Just a short while ago, Johnson, 21, wasn’t interested in that future, at least with the national team. The thought of moving away from her tight-knit family and joining a new team in California wasn’t appealing to her, but several conversations with coach Adam Krikorian helped change her mind.

“I didn’t really know that the Olympics was a possibility for me,” Johnson said. “I thought it was just like coming and training like I had been doing for years, but just living out here, and he made me realize that the Olympics was a great opportunity and a possibility for me.”

Krikorian first heard of Johnson about 10 years ago when he was the head coach at UCLA. Nicolle Payne, one of his assistants with the Bruins and a former national team goaltender, was working a camp in Miami when she sent an email to Krikorian about America’s next great goaltender.

“She said, ‘Adam, keep this name in your mind,’ and she told me her name — Ashleigh Johnson,” Krikorian said. “‘She is the most amazing goalie I have ever seen.”‘

It’s easy to see what got Payne’s attention.

The 6-foot-1 Johnson has long arms, perfect for firing outlet passes for U.S. counterattacks and guarding the top parts of the goal, and she cuts through the water with impressive ease. Sick of swimming in high school, she was offered an out by her mother and coach if she won the 50-meter freestyle at states as a sophomore. So she won and walked away.

She collected 54 saves while helping the United States qualify for the Olympics at a tournament in the Netherlands in March, including 10 stops in an 11-6 victory over Italy in the final, capping an 8-0 performance for the Americans. But that gifted sprinter is still inside her.

At a recent practice, assistant coach Chris Oeding gave the team a chance to cut short the swimming portion of training if the players could assemble a sub-1:40 200-yard freestyle relay team. Krikorian and assistant coach Dan Klatt offered a nodding Johnson as a candidate, but four different players were chosen.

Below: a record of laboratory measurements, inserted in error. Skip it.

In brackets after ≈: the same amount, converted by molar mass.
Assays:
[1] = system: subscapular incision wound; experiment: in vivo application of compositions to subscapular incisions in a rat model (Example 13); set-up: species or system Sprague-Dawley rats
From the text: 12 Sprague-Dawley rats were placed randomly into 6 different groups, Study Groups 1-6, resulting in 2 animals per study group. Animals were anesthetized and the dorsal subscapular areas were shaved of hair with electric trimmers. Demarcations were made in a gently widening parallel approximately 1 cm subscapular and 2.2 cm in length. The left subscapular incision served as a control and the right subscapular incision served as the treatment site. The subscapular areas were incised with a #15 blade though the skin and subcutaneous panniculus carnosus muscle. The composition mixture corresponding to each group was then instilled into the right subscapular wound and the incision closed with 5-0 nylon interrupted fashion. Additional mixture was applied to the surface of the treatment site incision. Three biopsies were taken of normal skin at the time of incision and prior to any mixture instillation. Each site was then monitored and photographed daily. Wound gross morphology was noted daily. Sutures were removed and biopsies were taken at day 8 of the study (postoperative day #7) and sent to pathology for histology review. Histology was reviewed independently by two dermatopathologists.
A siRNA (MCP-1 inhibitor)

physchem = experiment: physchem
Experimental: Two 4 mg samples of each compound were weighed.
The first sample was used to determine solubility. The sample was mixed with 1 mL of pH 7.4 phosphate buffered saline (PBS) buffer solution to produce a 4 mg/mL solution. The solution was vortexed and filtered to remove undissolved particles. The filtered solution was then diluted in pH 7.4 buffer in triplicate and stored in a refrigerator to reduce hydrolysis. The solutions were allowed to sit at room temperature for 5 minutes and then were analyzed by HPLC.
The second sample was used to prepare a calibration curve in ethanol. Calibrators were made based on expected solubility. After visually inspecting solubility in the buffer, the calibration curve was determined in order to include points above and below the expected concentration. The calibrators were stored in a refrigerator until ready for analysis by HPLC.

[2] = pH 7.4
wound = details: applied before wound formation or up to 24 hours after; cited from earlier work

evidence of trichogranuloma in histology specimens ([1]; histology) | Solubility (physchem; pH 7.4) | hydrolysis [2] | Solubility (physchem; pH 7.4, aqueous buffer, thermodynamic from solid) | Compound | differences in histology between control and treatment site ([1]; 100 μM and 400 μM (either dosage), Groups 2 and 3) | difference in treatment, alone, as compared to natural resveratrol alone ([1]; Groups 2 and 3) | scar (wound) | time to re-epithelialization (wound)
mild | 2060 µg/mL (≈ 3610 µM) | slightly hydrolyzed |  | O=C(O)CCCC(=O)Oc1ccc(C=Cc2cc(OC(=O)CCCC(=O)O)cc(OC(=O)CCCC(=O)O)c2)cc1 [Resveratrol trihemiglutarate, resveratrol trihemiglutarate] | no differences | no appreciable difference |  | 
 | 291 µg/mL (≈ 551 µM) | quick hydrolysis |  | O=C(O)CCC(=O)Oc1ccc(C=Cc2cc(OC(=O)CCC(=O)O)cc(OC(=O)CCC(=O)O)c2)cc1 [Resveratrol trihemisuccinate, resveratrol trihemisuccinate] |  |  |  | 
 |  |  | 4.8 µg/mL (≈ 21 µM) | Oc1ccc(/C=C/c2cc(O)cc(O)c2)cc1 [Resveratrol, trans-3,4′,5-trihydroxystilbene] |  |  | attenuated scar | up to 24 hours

They made the time, but Johnson stole the show by swimming the second leg alongside the relay, leaving Krikorian and Klatt shaking their heads as she churned through the pool like a motorboat.

“She’s a freak,” Princeton coach Luis Nicolao said. “She’s just athletic. I often joke she could probably start for our basketball team, track team, swim team, she just has that natural ability to succeed at anything she does.”

Johnson and her sister, Chelsea, play for Nicolao with the Tigers. They have two older brothers, Blake and William, and one younger brother, Julius.

Their parents got divorced when Ashleigh was little, and Donna Johnson raised the kids mostly on her own. It’s a challenging juggling act not lost on her children.

“I mean she’s such a hard-working, loving and determined woman,” Ashleigh said, “and she’s taught me that hard work ethic and just to try my best at everything and love what I do.”

Chelsea Johnson, who joked that she followed her sister to Princeton because she didn’t want to play against her, said she sees similarities between Ashleigh and their mother.

“I think the biggest thing from her, she and Ashleigh, is that she’s always smiling, no matter what,” she said. “Like her and Ashleigh, not matter what they’re doing, no matter how hard the thing is, they’re always smiling and trying to make everyone around them feel better about whatever’s happening.”

VIDEO: Ashleigh Johnson stands out on U.S. water polo team